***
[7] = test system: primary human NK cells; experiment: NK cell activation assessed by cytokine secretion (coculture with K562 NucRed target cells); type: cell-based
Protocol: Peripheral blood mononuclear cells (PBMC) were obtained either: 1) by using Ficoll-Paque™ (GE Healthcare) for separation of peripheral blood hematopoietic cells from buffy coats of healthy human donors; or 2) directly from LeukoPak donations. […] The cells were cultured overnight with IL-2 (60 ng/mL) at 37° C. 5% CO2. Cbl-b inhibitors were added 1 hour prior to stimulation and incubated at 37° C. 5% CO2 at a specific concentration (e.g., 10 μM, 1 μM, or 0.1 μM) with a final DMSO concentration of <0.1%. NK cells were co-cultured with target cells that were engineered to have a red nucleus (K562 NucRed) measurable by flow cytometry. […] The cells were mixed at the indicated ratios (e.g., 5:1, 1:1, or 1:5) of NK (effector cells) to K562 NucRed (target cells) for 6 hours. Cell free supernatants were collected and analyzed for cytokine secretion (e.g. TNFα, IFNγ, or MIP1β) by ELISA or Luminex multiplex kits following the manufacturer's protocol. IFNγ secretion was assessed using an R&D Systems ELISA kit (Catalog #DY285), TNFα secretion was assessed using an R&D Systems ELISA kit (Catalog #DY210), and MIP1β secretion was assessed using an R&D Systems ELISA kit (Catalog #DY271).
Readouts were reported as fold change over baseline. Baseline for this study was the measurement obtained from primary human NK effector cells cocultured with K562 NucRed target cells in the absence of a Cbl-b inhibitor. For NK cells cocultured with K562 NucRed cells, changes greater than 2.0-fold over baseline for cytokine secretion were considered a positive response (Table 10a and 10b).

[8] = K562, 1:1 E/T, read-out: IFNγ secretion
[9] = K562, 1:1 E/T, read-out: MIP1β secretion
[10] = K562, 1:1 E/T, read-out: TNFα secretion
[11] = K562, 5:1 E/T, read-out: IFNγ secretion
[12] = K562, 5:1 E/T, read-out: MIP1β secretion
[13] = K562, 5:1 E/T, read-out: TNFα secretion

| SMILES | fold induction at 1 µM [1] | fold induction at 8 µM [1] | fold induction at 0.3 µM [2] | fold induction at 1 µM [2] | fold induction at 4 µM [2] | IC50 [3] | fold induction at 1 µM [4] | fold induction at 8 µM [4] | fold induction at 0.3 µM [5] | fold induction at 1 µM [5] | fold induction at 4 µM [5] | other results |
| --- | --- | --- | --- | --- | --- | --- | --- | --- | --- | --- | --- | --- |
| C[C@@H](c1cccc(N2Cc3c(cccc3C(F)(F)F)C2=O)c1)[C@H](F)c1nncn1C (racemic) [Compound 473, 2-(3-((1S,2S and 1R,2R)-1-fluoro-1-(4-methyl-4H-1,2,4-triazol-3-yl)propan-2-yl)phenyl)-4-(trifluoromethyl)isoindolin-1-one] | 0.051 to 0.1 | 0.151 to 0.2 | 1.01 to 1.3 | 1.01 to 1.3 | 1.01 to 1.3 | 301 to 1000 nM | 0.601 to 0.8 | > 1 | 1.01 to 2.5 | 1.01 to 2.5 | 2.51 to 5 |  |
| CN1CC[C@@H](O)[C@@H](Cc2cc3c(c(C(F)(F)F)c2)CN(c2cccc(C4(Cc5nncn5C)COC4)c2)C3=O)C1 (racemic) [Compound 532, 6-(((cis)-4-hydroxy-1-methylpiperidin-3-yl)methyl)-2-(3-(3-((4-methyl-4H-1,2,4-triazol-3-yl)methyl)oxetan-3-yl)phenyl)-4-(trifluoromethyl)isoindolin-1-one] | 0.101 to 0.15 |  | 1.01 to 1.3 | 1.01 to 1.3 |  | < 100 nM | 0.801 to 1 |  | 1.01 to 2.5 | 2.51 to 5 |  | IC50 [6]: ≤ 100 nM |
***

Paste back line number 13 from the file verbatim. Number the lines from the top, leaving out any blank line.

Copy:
| CN1CC[C@@H](O)[C@@H](Cc2cc3c(c(C(F)(F)F)c2)CN(c2cccc(C4(Cc5nncn5C)COC4)c2)C3=O)C1 (racemic) [Compound 532, 6-(((cis)-4-hydroxy-1-methylpiperidin-3-yl)methyl)-2-(3-(3-((4-methyl-4H-1,2,4-triazol-3-yl)methyl)oxetan-3-yl)phenyl)-4-(trifluoromethyl)isoindolin-1-one] | 0.101 to 0.15 |  | 1.01 to 1.3 | 1.01 to 1.3 |  | < 100 nM | 0.801 to 1 |  | 1.01 to 2.5 | 2.51 to 5 |  | IC50 [6]: ≤ 100 nM |